<p>I think Archermom asked the right question about if you have spent an extended period away from home and enjoyed it. My daughter (soph in college) misses my cooking and my credit card when she shops but I don't think she's been homesick. OTOH, I know most of her friends had never been away from their families for more then a week and a few of them did get homesick. One of them is at a college 5 hours away on full (merit) scholarship and had a really rough first semester. She missed her good friends and her younger sisters. Because she was without a car in a fairly rural area, it just wasn't feasible for her parents to go see her or for her to come home until Thanksgiving and because of the scholarship, she knew didn't put much hope in transferring. The other friends that did get homesick were just a couple of hours from home so it worked for them to get home just for a weekend a couple of times before their break time. </p>

<p>I don't think it's unusual to get homesick even if you like your college. It wasn't our intention at the time but I think my kids going away to camp every summer was an excellent way for them to see how they felt about being without us for a couple of weeks. My youngest son (6th grade) went to boy scout camp for the first time this summer. A friend of his really missed his Mom and cried on the phone for her to come up and just visit. My son was perplexed and said somthing like, " I don't get what the big deal is. It's not like he'll never see her again. They're just home." I really felt better knowing that he could survive without me and I know he felt pretty good about that too. The funny thing was my son told me afterwards that he didn't really like boy scout camp and didn't want to go again while his friend said he had a great time!</p>

<p>I like my school a lot, but I also like to come home every month and get a haircut.</p>

<p>Kathie, just like you, while it was not my intention at the time, I do think the fact that my kids have gone away every summer to camps and all is a form of preparing to separate when it comes to college. For them, college was not the first time away from home but the first time being gone longer than six weeks, as well as greater independence than supervised summer programs. When I grew up, I went to overnight camp for 8 weeks for ten summers. When I went to college and did not know a soul (just like my D now), I was not phased or homesick. I always kept in touch like she does though. </p>

<p>Susan</p>

<p>I was the queen of homesickness. In my junior year of high school I transferred to a boarding school for my last two years and I cried about every day for a month. Then, I got over it and loved my school and my friends. I thought that that boarding school experience would completely eliminate homesickness in college but even I, used to living away from home for two years, had about a week at the beginning of my freshman year where I felt teary and homesick. </p>

<p>If you ARE homesick, it is one of those things that you just get over, I think, with time. I HAVE heard of kids being homesick but it never seems to last too long. However, it's hard to predict in advance whether you will or will not be--you might think you were the most independent person in the world, and be stunned by the ache you feel once you have left. In fact, I think it might sometimes be that those least expecting it, get it. But again, I don't think it is a permanent or long-lasting issue.</p>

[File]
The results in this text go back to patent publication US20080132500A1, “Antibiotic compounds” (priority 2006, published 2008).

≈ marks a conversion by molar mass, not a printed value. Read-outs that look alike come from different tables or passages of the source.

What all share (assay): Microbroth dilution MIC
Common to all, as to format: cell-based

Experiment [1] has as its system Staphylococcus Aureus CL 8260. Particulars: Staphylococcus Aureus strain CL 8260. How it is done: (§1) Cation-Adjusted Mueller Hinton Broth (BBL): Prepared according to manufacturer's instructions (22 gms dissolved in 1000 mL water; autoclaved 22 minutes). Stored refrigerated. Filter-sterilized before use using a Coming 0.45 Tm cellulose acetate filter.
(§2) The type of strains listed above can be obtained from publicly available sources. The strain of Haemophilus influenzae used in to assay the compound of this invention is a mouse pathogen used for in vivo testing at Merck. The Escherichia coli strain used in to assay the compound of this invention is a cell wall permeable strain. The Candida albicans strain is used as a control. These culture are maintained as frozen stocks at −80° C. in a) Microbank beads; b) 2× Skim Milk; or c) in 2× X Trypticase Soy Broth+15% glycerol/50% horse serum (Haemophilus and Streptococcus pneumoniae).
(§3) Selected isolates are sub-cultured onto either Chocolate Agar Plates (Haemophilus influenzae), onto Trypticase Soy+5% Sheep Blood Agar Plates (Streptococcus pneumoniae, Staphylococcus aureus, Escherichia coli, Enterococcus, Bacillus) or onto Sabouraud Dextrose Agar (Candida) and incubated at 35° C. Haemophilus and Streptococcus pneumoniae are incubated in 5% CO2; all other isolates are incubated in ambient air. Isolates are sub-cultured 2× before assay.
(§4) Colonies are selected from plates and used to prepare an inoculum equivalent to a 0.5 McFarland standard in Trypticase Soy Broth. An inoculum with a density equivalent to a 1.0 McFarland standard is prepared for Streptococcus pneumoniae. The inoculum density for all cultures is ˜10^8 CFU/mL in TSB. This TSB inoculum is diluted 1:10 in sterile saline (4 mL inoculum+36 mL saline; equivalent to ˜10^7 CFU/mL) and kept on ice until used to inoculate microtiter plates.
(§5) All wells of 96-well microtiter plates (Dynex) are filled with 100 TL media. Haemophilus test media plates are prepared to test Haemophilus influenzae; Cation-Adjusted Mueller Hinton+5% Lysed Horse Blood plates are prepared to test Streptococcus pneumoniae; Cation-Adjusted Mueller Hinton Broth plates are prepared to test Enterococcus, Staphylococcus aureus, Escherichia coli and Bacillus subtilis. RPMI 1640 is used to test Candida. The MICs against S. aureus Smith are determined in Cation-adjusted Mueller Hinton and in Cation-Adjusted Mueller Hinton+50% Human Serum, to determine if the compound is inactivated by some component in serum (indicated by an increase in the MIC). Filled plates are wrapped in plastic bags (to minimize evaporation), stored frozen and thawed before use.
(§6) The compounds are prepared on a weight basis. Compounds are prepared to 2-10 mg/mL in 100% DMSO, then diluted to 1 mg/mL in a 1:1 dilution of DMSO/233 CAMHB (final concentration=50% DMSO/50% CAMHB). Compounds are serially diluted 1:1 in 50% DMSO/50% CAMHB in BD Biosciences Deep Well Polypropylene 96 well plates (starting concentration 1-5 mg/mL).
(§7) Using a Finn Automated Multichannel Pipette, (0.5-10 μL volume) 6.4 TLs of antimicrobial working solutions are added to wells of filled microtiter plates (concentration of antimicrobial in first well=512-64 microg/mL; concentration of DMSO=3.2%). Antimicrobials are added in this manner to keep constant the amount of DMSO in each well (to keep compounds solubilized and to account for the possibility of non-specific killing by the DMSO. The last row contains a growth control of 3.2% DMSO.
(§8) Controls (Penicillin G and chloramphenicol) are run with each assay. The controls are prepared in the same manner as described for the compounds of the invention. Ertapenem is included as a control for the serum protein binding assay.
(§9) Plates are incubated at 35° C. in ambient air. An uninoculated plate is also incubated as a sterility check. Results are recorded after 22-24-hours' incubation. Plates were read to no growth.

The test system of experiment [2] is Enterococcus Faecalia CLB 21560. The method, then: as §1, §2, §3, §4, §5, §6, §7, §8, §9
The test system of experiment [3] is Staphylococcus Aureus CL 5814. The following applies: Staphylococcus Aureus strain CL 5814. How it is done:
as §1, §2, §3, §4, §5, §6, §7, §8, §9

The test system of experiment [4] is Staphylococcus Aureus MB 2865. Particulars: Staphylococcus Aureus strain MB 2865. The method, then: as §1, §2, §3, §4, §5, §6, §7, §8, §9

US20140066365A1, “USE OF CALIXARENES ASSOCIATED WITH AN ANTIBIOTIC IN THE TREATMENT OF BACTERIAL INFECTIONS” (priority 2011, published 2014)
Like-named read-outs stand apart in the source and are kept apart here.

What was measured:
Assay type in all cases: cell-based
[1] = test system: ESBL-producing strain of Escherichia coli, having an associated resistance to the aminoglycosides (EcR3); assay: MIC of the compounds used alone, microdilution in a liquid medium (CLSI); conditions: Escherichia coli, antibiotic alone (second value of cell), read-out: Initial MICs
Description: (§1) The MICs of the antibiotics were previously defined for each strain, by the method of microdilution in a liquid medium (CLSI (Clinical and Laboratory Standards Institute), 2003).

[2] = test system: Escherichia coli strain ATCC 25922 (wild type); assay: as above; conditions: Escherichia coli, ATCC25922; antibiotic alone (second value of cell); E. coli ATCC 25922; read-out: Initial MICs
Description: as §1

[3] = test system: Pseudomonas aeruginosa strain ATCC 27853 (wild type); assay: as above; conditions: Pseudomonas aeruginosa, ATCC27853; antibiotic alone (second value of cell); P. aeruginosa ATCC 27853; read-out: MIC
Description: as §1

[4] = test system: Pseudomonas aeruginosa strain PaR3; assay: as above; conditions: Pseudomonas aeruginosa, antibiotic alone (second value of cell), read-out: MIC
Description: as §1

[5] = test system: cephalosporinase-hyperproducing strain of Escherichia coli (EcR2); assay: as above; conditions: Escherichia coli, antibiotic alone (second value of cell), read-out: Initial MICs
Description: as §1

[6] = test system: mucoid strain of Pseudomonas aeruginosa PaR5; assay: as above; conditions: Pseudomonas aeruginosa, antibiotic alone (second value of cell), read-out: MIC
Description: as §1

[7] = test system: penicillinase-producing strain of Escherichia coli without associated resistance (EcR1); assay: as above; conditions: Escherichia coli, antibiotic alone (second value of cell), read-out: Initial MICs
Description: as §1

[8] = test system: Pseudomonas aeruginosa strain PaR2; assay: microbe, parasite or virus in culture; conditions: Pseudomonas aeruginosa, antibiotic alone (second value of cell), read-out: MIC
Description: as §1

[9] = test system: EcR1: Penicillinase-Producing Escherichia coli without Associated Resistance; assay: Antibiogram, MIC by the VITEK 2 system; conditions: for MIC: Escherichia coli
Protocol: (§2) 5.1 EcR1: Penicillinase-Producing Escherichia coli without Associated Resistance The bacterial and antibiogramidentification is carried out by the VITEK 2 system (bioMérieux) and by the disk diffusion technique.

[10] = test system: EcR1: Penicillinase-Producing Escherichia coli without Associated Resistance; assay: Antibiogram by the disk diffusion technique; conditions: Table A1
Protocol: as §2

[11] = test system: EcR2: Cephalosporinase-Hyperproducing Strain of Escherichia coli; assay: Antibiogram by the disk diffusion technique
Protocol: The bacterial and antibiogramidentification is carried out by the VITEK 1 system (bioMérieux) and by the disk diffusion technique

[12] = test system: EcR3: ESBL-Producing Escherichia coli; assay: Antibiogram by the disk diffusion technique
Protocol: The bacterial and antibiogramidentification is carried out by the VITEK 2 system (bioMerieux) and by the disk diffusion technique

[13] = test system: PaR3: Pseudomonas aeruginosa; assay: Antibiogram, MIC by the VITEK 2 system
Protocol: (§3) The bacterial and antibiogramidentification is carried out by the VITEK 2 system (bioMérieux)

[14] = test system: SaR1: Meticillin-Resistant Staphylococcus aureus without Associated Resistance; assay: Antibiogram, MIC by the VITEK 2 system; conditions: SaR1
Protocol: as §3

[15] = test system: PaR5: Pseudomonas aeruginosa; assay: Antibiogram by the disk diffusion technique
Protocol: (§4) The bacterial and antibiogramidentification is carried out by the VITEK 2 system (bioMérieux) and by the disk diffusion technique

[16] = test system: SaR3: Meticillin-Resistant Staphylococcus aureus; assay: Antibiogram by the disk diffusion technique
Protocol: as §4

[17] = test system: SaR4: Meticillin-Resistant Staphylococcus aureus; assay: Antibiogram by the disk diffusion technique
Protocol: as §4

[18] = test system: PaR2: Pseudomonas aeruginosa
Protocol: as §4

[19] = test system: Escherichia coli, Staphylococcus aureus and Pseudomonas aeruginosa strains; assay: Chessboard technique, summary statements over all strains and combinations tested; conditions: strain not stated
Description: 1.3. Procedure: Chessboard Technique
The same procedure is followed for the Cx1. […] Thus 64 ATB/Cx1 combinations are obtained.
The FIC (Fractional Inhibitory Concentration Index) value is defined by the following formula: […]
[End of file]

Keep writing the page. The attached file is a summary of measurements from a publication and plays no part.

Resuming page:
<p>My son misses my cooking and the dogs, not much else. He calls his school home now!</p>

<p>Sometimes I think that on those rare occasions that my S felt "homesick" what was really going on was that he was tired and up to his eyeballs in homework. His homesickness usually was miraculously cured once he'd completed that monster pile of work and gotten some sleep.</p>

<p>My daughter does miss my cooking. (After eating in the dining hall in her house, I can see why!) She loves her college and isn't homesick. Going way back, I wasn't homesick my first semester of college but it hit hard second semester during those dreary winter days.</p>

<p>My daughter was away for 3 weeks last summer. She never wrote, but she called more often than I thought she would. I never did figure out for sure whether she was homesick or whether she just wanted to talk to me or, for that matter, was just being nice and knew I would want to hear from her. Except for the first day, when she was alone in her building before the other kids showed up, she was just spilling over with new and interesting things to report. So I think she wasn't homesick (as she never was before, at camp etc.) but just wanted to keep the conversations going.</p>

<p>Summer before her junior yr, D attended a summer program back east. The first week we received about 3 phone calls and those inquiring emails---"So...where IS everyone?!" After that, the middle of week #2...we hardly heard a peep!!! I believe that transition and experience opened up a whole new perspective on college choices. Now she is in PA...loving the experience and her new friends. She was already missing them the first day of fall break!!!</p>

<p>My kids missed the dog. :)</p>

<p>One fundamental change between today and the time when we (parents of college-age kids) were in school is the explosion in communications options. When I was in college, I normally called home once a week - long distance wasn't cheap, and I had to walk down the hall to use the pay phone shared with a couple of dozen other people.</p>

<p>Today, email, instant messaging, and cell phones can keep you much closer. Most cell plans include long distance, and email/IM are free. These services are available continuously, too - cell phones can be used while walking across campus, and IM is always on when using the computer. For kids (and parents) who want to stay in touch, it's vastly easier.</p>